Mark is a Specialist Musculoskeletal Physiotherapist who consults at both Insight Physiotherapy and Pain Options, in Perth, Western Australia. He specialises in the assessment and management of persistent/chronic musculoskeletal pain. In addition to his clinical role he maintains regular involvement in education of the profession having held a Teaching Fellow position at the University of Western Australia for 10 years and regularly presenting at courses and seminars through the Australian Physiotherapy Association and private education sector. Mark is also a Facilitator for the Australian College of Physiotherapists Specialisation Training Program and a Branch Councillor on the Western Australian Branch of the Australian Physiotherapy Association.

9 Comments on "Changing Pain vs Smoke and Mirrors?"

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  1. Cameron says:

    Absolutely. Good post Mark.

    30% is also my cut off mark. Not just 30% change, but 30% within 30 minutes, regardless of intensity or chronicity. Preferably 60+% within 30 minutes. Then I know I’ve done something worth paying for.

    Needless to say I fall short sometimes (that’s another issue). But I’d be hugely unsatisfied if I had to go to work and be faced with the prospect of eg. 20% change in 6 weeks. There’s no way you can claim credit for that.

  2. Pete Gray says:

    Interesting this, especially for me as I am not interested AT ALL in changing a patient’s pain whilst they are with me. Differing approaches eh? One thing I will say though, is that I find quite a few patients struggle with scores and percentages, as pain just isn’t that easy to quantify, and so I try to steer clear of them as much as possible. I also try to take their focus off the pain as much as possible, hence one of the reasons I don’t keep asking them about their pain.

    How did you come up with 30% as being a meaningful change? Who’s to say it shouldn’t be 40, or 50 etc?

    Cheers, Pete

    • Mark Gibson says:

      Hi Pete,

      Thanks for the comment. Can I ask why you are not interested AT ALL in changing a patients pain whilst they are with you?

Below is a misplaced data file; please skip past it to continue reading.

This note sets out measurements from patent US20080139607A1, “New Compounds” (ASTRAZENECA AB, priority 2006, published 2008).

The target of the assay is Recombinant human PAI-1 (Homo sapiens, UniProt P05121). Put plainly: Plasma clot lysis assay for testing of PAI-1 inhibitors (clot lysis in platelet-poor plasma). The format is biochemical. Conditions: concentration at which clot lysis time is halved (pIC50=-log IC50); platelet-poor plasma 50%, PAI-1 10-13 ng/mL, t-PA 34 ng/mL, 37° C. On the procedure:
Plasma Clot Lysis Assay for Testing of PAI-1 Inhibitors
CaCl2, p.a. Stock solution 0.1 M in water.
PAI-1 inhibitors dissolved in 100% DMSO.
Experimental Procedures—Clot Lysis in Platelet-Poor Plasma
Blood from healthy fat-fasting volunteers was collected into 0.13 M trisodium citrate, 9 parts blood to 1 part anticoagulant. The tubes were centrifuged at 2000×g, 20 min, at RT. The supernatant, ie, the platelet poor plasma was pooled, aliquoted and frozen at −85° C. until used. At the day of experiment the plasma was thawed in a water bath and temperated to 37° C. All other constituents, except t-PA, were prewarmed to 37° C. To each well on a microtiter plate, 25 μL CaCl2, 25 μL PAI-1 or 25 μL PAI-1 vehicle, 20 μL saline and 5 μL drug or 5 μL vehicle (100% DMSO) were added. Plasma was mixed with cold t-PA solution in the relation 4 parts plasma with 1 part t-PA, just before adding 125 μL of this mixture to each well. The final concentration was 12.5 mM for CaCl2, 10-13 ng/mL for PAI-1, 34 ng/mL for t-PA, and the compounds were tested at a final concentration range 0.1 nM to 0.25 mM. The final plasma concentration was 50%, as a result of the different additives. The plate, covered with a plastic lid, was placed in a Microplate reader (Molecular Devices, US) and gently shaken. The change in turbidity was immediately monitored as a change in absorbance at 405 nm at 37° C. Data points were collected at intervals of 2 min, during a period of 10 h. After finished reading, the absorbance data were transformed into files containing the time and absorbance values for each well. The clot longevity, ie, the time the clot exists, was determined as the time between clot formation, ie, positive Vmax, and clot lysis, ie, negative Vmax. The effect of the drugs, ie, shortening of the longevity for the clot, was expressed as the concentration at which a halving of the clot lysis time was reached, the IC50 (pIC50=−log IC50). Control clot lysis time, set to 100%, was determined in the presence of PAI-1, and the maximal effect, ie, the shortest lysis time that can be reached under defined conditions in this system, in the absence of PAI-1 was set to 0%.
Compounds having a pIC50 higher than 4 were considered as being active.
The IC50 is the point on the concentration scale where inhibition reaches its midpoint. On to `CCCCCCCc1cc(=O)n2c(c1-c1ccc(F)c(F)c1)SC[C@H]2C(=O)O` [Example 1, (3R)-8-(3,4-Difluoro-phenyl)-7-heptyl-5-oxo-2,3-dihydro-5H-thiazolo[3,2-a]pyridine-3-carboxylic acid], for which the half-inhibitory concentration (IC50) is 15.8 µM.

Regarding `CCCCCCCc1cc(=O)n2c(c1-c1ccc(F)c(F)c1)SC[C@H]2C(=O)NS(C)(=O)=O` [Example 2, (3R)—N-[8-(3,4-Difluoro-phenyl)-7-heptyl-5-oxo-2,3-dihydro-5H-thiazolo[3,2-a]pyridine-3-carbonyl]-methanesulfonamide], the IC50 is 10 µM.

Being able to change pain, or not, is an important part of the clinical reasoning process in my opinion. But as you say, differing approaches. I am keen to hear more of your thoughts as I like to hear of differing approaches/thoughts.

      If you can change the pain it is a great way, in my opinion, to improve their compliance with the management. For example if they can see they can change their neck pain by 50% by changing their “posture” then it is a pretty good way to show them that working on their “posture” is important. It also shows me that there is value in having them target a particular exercise.

      The 30% is the minimum that most research would suggest is “meaningful/significant”. Please see the references in the post for more info. Ideally the more you can change the pain the better though! I reckon its great when you get the occasional patient who can have most or all of their pain abolished. 🙂

      Thanks again for taking the time to comment.

      Cheers
      Mark

      • Pete Gray says:

        OK, here’s the tough bit, me attempting to articulate my thoughts…..

        Why do I not worry about changing a patient’s pain? Primarily because, with the majority of my patients, pain is not the prime focus of my treatment, and I want to do everything I can to take the patient’s focus away from their pain (assuming I am happy that there are no red flags of course). I do everything I can to empower the patient to undetake rehabilitation to improve specific functional goals, with a reduction in pain being an added bonus at the end of (or during) the process. I don’t really want to promote the notion that success is only about decreasing pain, and I certainly don’t want patients to rely on me to do it. I often say to people, that I merely facilitate in all of this, they have to do the work. Now I admit, if you’re in pain and you see somebody who adjusts something that improves your pain instantly it must be lovely, but I try to think a bit more broadly than that; not just about helping their current symptoms, but also about how to improve their quality of life and how to manage future flare ups, through goal setting, graded exercise, pain education etc.